The A Line Deli at Far Rockaway, amidst the sounds of sirens. Fujifilm X-T1 photo.

    Elaborately decorated glass bricks are a feature of the stations on the A Train route.

    NYCTA Station at Far Rockaway is decorated with colored glass. Panoramic composite exposed with Fujifilm X-T1.
    The NYCTA Station at Far Rockaway is decorated with colored glass. Panoramic composite exposed with Fujifilm X-T1.
    Far Rockaway.  Fujifilm X-T1 photo.
    Far Rockaway. Fujifilm X-T1 photo.

    As we rolled westward, my father recalled visiting Rockaway Beach decades earlier when there were rows of beach-side bungalows and city streets.

    Once west of the Far Rockaway the scene changes.We got off at 44th Street and took a look around.

  • Much of Rockaway beach seems devoid of structures, with old streets vanishing into the encroaching sand. The Bungalows are just a memory. Yet, massive multistory apartments loom in the distance above the railway structure, like something out of a doomsday film.
    A concrete elevated structure keeps the tracks above the sand covered streets.
    A concrete elevated structure keeps the tracks above the sand covered streets.
    An inbound A Train from Far Rockaway. Fujifilm X-T1 photo.
    An inbound A Train from Far Rockaway. Fujifilm X-T1 photo.
    This is a strange place, devoid of people with a mixture of urban decay and encroaching beach. Panoramic composite exposed with a Fujifilm X-T1.
    This place, is largely devoid of people (except for visiting photographers) and features a mixture of urban decay and encroaching beach. Panoramic composite exposed with a Fujifilm X-T1.
    An outbound A train rattles along on the elevated. Fujifilm X-T1 photo.
    An outbound A train rattles along on the elevated. Fujifilm X-T1 photo.
     Fujifilm X-T1 photo looking toward Far Rockaway.
    Fujifilm X-T1 photo looking toward Far Rockaway.
    Nice place for a car chase!  Fujifilm X-T1 photo.
    Nice place for a car chase! Fujifilm X-T1 photo.
    Outbound train as seen from the inbound platform at 44st Street.  Fujifilm X-T1 photo.
    Outbound train as seen from the inbound platform at 44th Street. Fujifilm X-T1 photo.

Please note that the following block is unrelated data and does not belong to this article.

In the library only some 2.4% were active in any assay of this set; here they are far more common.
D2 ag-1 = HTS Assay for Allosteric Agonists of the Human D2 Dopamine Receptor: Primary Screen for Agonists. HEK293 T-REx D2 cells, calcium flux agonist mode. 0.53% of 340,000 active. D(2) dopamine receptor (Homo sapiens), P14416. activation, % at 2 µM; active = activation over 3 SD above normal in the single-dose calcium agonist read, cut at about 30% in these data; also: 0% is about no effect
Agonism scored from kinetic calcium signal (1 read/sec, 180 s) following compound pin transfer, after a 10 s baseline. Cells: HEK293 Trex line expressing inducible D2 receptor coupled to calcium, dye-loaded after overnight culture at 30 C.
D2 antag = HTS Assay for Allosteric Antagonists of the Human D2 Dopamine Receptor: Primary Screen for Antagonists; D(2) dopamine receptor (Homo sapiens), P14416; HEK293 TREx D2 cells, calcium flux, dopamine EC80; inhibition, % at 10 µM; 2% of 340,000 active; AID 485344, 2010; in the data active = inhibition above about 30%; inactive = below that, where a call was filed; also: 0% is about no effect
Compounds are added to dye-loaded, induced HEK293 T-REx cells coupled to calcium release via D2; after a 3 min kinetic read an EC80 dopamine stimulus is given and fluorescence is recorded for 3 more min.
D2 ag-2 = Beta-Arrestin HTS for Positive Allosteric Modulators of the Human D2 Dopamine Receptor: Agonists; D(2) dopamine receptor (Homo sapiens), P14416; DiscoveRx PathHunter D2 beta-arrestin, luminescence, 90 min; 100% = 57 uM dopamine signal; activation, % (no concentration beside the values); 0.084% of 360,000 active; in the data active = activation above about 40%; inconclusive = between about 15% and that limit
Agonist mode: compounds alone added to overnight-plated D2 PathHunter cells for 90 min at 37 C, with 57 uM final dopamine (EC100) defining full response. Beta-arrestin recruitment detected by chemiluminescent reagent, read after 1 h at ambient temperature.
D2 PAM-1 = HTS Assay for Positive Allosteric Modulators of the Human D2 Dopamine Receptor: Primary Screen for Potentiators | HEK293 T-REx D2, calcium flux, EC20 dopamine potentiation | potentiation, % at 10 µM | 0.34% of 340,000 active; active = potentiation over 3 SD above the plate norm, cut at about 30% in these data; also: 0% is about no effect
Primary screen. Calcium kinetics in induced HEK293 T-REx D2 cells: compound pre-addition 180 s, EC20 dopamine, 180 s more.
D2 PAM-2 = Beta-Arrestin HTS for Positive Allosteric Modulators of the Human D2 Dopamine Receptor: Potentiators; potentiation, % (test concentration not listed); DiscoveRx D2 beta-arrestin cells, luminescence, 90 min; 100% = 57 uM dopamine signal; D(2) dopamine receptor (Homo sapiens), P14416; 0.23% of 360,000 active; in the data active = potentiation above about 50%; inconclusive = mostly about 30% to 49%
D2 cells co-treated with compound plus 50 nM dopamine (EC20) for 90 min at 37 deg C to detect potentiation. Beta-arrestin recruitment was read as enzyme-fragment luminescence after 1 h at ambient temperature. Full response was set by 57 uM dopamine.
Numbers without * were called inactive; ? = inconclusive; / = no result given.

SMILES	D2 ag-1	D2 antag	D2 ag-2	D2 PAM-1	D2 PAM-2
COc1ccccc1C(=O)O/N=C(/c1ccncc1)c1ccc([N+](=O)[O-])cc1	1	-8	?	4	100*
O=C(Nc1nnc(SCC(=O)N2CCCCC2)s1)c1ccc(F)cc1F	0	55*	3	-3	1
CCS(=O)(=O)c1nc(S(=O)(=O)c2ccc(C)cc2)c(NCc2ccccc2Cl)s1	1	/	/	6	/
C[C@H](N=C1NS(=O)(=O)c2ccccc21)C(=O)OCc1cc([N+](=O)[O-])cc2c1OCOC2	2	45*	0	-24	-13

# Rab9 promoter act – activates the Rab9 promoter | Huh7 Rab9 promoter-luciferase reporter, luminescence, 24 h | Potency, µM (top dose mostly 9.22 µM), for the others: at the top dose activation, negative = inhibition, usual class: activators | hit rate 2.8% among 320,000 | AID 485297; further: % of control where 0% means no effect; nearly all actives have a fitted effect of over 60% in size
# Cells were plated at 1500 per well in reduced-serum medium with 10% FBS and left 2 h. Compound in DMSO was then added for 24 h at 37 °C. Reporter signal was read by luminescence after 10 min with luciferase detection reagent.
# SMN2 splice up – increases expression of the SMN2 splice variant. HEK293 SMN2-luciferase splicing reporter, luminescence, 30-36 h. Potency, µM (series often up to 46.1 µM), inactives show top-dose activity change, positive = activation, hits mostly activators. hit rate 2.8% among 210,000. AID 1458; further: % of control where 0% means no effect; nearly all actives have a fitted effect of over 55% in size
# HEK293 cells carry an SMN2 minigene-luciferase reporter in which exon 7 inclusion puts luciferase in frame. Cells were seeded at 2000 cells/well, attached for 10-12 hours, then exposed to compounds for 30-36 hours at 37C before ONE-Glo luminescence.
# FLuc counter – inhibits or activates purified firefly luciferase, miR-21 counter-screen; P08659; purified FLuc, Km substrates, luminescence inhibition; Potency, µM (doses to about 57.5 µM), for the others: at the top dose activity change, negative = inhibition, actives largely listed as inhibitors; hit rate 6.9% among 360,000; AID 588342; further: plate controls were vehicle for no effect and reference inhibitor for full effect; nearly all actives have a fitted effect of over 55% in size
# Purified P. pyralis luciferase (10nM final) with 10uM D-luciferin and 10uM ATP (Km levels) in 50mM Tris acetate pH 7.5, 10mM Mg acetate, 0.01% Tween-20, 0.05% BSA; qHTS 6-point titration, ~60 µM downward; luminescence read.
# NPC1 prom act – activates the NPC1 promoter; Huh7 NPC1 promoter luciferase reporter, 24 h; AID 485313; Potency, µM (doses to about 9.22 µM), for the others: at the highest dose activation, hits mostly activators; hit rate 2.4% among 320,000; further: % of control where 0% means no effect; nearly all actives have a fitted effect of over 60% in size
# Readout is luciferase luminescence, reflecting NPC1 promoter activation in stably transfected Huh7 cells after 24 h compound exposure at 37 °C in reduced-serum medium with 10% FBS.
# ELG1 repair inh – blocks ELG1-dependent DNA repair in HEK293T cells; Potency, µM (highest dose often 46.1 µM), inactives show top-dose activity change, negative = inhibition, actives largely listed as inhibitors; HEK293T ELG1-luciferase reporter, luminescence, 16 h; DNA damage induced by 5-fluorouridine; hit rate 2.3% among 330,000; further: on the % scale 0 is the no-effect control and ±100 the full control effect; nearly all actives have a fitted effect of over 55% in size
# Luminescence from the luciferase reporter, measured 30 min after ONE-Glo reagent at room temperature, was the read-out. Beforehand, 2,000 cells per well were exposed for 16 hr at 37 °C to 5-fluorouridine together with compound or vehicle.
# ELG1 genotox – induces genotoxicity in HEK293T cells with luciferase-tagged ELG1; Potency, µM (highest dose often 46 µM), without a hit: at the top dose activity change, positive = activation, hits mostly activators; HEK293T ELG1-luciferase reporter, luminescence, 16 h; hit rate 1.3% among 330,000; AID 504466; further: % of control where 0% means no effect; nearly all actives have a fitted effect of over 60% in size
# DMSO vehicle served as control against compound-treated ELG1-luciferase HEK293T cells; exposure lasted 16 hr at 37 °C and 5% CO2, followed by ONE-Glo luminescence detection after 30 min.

Inbound A train at 44st Street.  Fujifilm X-T1 photo.
    Inbound A train at 44th Street. Fujifilm X-T1 photo.
    Colored glass at 44th Street.
    Colored glass at 44th Street.

    It’s a strange place to be. And a stranger place to make photos. This is not the New York City visited by most tourists! Yet the A train continues to JFK Airport and beyond to lower Manhattan and ultimately up-town.

    How long, I wonder, would it take to ride from one end to the other?

    Tomorrow: Broadway Junction in East New York.

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New York City Subway—prelude—June 25, 2015.

A large portion of the New York City ‘Subway’ is elevated above street level. On June 25, 2015, my dad, Jack May, Walter Zullig and I took a whirlwind tour of New York City rail transit, during which I made dozens of photos from myriad locations.

Broadway Junction on June 25, 2015. Exposed with a Fujifilm X-T1.
Broadway Junction on June 25, 2015. Exposed with a Fujifilm X-T1.

New York City’s rail transit, including the subway, is undoubtedly one of the most visually complex transportation systems in North America, and presents endless possibilities for photography.

I’ll plan a series of posts featuring photos from this trip over the coming weeks.

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Brooklyn, New York—TRACKING THE LIGHT DAILY POST

November 1998.

It was a dull autumn day. My father and I were in New York City to visit a friend. We spent the afternoon wandering around on the subway system.

An L train Brooklyn, New York, November 1998. Exposed with a Nikon F3T with 24mm lens. (The route is L, not to be confused with the colloquial 'El' or Chicago's 'L', just for clarification).
An L train Brooklyn, New York, November 1998. Exposed with a Nikon F3T with 24mm lens. (The route is L, not to be confused with the colloquial ‘El’ or Chicago’s ‘L’, just for clarification).

I made this photo at East New York Junction where the Canarsie Line crosses the Broadway Line.

The sky was dark and swollen and the street lights were just coming on. To make the most of the lighting, I exposed this photo on black & white film with my Nikon F3T with an AI 24mm Nikkor lens.

I’ve always felt there was an apocalyptic aesthetic to this image.